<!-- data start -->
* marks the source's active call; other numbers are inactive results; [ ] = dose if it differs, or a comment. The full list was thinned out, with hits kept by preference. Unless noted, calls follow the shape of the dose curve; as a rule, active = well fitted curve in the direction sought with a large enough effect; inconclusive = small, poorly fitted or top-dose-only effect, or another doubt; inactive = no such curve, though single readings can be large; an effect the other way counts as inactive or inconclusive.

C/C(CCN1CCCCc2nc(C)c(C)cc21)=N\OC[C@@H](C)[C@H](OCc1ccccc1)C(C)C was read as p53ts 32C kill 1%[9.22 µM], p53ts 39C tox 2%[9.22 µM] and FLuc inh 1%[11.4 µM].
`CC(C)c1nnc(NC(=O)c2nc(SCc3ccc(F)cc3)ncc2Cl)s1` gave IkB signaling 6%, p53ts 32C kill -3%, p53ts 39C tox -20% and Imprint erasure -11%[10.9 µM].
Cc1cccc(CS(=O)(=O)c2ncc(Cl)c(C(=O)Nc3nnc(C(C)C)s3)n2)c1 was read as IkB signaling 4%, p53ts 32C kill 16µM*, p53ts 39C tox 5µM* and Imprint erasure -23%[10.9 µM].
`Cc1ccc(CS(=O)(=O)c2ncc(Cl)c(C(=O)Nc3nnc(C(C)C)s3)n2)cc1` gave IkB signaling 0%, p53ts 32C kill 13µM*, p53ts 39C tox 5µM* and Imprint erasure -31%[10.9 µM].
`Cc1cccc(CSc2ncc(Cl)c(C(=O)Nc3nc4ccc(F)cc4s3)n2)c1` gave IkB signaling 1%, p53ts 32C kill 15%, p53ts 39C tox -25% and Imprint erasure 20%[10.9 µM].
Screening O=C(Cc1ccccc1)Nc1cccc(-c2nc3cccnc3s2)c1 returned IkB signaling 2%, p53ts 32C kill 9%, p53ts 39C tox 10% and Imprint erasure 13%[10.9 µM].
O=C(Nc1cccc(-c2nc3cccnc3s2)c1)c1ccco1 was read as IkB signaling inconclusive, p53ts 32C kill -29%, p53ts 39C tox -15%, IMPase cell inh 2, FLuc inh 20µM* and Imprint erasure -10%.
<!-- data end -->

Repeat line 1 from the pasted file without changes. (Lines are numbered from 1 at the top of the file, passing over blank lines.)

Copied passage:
* marks the source's active call; other numbers are inactive results; [ ] = dose if it differs, or a comment. The full list was thinned out, with hits kept by preference. Unless noted, calls follow the shape of the dose curve; as a rule, active = well fitted curve in the direction sought with a large enough effect; inconclusive = small, poorly fitted or top-dose-only effect, or another doubt; inactive = no such curve, though single readings can be large; an effect the other way counts as inactive or inconclusive.